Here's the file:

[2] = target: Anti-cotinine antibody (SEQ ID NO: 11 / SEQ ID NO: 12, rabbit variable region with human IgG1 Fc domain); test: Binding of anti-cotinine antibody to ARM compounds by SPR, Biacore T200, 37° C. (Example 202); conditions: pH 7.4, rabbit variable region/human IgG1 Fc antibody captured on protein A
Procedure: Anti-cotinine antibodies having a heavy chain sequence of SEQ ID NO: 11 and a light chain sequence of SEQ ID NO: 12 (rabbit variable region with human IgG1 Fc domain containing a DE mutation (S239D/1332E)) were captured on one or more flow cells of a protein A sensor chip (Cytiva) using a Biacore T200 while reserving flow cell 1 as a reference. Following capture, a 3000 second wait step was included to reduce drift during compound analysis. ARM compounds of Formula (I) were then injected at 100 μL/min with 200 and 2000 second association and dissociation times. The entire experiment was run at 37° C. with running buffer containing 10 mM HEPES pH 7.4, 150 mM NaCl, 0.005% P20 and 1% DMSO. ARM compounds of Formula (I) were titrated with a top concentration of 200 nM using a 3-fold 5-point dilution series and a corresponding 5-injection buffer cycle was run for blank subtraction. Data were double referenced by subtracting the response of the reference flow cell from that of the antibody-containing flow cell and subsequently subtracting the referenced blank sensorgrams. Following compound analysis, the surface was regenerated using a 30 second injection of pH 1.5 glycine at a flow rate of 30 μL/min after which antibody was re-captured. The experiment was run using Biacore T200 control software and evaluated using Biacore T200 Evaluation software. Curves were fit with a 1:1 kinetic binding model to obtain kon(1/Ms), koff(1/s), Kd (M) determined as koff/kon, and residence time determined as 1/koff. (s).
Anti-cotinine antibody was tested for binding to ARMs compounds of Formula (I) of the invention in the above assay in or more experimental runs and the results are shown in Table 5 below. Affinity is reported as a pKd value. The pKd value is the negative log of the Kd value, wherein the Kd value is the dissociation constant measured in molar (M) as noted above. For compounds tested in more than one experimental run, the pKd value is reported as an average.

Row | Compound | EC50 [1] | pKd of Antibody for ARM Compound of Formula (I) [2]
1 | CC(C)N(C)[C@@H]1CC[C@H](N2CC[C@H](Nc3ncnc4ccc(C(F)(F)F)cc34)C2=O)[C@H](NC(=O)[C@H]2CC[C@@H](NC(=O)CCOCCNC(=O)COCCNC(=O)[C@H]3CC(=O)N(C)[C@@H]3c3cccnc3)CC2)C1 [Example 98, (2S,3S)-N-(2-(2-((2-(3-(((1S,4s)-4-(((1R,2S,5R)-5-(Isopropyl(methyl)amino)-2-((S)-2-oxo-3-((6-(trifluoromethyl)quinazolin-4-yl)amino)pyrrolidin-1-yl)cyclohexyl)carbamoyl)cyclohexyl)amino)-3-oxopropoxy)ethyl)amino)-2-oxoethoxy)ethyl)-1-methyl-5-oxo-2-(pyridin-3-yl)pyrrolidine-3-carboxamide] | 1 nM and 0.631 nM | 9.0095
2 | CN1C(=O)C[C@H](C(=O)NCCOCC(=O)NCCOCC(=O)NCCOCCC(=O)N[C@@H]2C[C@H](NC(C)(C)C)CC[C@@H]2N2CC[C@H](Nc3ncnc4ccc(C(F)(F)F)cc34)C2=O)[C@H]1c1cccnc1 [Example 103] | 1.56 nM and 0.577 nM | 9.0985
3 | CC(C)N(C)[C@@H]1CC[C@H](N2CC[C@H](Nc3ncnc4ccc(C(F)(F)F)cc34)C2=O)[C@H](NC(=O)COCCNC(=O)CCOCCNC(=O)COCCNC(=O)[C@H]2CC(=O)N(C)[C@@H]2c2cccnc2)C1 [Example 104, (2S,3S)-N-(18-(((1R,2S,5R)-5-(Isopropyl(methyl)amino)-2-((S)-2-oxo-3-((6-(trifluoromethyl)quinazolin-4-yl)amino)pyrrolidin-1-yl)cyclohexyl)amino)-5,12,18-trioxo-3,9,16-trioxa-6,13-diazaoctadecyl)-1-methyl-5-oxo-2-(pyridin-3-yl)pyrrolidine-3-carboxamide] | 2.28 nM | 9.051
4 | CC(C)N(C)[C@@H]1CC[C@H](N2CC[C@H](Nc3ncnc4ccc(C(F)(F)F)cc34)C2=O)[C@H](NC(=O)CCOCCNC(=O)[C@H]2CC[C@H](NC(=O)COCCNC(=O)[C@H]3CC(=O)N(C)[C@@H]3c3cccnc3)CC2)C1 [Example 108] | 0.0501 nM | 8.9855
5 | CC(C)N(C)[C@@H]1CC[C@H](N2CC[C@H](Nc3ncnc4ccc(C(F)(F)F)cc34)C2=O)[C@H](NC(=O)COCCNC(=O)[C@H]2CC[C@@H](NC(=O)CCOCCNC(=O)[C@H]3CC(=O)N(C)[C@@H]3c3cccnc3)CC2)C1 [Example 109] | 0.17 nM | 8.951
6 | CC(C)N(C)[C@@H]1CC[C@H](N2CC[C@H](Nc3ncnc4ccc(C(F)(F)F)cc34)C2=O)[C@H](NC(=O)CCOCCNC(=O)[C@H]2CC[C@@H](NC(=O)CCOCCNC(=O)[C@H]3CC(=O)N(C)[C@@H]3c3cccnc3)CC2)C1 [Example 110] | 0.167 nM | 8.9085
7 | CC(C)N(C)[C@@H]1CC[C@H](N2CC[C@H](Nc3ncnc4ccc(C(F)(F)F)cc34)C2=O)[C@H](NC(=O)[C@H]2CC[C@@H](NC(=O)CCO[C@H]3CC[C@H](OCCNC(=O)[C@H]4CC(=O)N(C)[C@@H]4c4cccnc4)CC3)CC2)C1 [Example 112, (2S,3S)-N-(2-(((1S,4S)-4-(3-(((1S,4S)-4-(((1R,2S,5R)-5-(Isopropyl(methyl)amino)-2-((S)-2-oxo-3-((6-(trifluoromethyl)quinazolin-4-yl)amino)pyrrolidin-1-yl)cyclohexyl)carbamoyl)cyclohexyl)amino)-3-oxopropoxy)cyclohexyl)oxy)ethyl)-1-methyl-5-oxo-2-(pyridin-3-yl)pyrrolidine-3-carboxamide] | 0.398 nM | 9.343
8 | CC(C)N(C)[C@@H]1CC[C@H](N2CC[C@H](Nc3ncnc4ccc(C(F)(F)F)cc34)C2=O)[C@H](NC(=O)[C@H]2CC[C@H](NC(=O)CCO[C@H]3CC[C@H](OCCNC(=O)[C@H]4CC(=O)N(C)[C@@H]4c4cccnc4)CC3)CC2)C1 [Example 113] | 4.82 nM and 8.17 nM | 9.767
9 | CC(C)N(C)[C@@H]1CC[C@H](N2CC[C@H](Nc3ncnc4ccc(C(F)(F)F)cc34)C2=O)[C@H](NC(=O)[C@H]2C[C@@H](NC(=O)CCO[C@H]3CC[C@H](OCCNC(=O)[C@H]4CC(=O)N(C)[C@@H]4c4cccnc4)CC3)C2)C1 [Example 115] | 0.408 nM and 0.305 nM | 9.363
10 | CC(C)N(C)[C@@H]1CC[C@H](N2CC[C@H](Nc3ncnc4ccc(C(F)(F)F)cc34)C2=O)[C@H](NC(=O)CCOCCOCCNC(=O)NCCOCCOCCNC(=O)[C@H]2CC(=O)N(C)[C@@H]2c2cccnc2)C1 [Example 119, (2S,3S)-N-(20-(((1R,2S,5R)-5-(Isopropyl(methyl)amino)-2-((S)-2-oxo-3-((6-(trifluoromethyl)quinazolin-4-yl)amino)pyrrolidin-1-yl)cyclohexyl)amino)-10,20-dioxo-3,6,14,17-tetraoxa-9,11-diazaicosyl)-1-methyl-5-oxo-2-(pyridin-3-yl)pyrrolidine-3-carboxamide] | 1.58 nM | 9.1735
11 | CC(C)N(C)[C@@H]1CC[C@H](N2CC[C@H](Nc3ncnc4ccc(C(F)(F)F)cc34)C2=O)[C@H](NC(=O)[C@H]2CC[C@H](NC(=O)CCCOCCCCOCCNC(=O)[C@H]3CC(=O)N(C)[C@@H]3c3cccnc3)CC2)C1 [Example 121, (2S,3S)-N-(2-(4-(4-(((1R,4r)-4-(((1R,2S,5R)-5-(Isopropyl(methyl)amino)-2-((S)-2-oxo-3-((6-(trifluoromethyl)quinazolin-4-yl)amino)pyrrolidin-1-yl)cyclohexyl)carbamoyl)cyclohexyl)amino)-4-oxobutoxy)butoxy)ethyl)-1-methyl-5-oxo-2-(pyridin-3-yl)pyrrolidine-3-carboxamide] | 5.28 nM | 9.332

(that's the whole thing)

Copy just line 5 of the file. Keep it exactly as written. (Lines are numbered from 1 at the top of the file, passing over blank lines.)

1 | CC(C)N(C)[C@@H]1CC[C@H](N2CC[C@H](Nc3ncnc4ccc(C(F)(F)F)cc34)C2=O)[C@H](NC(=O)[C@H]2CC[C@@H](NC(=O)CCOCCNC(=O)COCCNC(=O)[C@H]3CC(=O)N(C)[C@@H]3c3cccnc3)CC2)C1 [Example 98, (2S,3S)-N-(2-(2-((2-(3-(((1S,4s)-4-(((1R,2S,5R)-5-(Isopropyl(methyl)amino)-2-((S)-2-oxo-3-((6-(trifluoromethyl)quinazolin-4-yl)amino)pyrrolidin-1-yl)cyclohexyl)carbamoyl)cyclohexyl)amino)-3-oxopropoxy)ethyl)amino)-2-oxoethoxy)ethyl)-1-methyl-5-oxo-2-(pyridin-3-yl)pyrrolidine-3-carboxamide] | 1 nM and 0.631 nM | 9.0095